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Jabulani Nobleman Nxumalo (1955 - 1991)

The Order of Luthuli in

Jabulani Nobleman Nxumalo (1955 - 1991) Awarded for:
His excellent contribution to the struggle for a free and democratic South Africa.

Profile Jabulani Nobleman Nxumalo

Jabulani Nobleman Nxumalo, popularly known as “Mzala” in liberation struggle folklore, was born on 27 October 1955 in Dundee in northern Natal. From an early age, his school-teacher parents inculcated in him a disciplined approach to studying. At both primary and secondary schools, his record was outstanding.

Nxumalo attended school at Louwsburg, then Bethal College in Butterworth and later matriculated at KwaDlangezwa in Empangeni, In 1972, at the age of 15, he was detained without trial for his role in a school boycott. The following year, he was arrested again and charged with public violence for his part in student and worker strikes. After Matric, he studied law at the University of Zululand, Ongoye, where he became a passionate fighter against injustice and hypocrisy. He was active in the South African Student Organisa­tion and in 1976, like thousands of his generation, fled the country into exile. His participation in the countrywide upsurge following the Soweto Uprisings of June 1976 made him a marked man. With a number of others, he left South Africa to help swell the ranks of the people’s army, Umkhonto we Sizwe (MK).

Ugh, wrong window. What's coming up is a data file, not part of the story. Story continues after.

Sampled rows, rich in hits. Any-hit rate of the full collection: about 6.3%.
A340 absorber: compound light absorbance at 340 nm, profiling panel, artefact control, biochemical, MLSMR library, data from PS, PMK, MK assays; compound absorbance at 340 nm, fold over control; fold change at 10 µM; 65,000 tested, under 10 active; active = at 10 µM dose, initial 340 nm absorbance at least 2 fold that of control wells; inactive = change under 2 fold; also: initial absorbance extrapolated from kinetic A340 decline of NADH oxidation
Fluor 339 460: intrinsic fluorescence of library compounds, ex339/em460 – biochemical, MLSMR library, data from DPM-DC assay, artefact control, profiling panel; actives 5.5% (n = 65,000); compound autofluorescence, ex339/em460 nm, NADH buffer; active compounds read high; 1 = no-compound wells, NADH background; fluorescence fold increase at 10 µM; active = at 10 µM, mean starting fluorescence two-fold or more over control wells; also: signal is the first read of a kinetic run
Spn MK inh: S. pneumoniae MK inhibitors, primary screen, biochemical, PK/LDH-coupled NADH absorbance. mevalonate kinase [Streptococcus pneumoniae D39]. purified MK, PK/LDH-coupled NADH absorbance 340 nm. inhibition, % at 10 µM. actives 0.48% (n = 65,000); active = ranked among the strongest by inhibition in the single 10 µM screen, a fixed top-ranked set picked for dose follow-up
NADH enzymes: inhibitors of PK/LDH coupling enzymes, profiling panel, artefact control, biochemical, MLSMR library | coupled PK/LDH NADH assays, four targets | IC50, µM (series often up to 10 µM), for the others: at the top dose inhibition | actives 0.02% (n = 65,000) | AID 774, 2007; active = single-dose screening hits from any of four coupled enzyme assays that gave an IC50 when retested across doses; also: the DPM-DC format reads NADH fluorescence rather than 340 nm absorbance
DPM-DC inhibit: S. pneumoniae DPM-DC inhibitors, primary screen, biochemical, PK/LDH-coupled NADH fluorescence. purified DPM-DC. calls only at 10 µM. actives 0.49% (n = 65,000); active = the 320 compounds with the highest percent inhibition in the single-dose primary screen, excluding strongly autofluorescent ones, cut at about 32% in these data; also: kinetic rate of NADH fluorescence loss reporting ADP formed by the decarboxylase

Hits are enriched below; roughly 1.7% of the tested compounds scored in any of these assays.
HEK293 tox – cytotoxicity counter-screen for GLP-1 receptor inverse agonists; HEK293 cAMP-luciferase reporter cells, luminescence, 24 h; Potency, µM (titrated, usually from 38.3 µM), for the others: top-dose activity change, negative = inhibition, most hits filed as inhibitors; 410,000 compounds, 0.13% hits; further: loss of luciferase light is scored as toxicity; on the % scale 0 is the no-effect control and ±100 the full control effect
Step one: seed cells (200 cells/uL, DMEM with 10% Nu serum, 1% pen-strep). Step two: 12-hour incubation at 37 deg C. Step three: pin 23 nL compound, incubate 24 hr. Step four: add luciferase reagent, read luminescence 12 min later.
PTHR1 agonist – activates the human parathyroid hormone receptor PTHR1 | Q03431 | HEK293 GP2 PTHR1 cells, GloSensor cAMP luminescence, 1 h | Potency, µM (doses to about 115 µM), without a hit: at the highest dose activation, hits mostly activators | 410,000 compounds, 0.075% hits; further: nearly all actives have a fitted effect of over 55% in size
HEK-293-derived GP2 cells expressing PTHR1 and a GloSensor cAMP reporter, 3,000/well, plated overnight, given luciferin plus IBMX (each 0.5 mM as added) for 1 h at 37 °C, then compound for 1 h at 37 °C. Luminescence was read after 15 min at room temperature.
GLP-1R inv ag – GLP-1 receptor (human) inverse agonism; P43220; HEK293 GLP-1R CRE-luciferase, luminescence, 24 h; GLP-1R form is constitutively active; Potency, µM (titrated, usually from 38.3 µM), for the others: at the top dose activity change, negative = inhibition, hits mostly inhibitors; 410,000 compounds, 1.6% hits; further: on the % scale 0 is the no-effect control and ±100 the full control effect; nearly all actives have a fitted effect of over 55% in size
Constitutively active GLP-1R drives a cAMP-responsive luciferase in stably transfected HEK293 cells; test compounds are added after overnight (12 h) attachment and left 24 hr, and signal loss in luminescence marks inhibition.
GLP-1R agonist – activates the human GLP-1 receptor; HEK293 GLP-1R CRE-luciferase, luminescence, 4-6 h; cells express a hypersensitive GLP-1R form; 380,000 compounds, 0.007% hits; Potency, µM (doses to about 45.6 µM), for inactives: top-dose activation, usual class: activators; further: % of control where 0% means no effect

He received training in politics and other specialised subjects in the Soviet Union and the German Democratic Republic (GDR). He excelled in all the training courses that he took. He rose to important positions in the ranks of MK, serving in Swaziland and Angola and was part of the famous June 16 MK detachment.

While still in training at Funda camp, north of Luanda, he was seriously injured in the face by a bullet mistakenly fired by a new recruit. He fell to the ground and comrades were convinced the injury was fatal. Luckily, Nxumalo regained consciousness in hospital and later made a full recovery.

While absorbed in the work of the underground, Nxumalo would make time to read books on a wide variety of topics and engage in heated and controversial debates. In the midst of his training and organisational responsibilities, he was always intellectually active.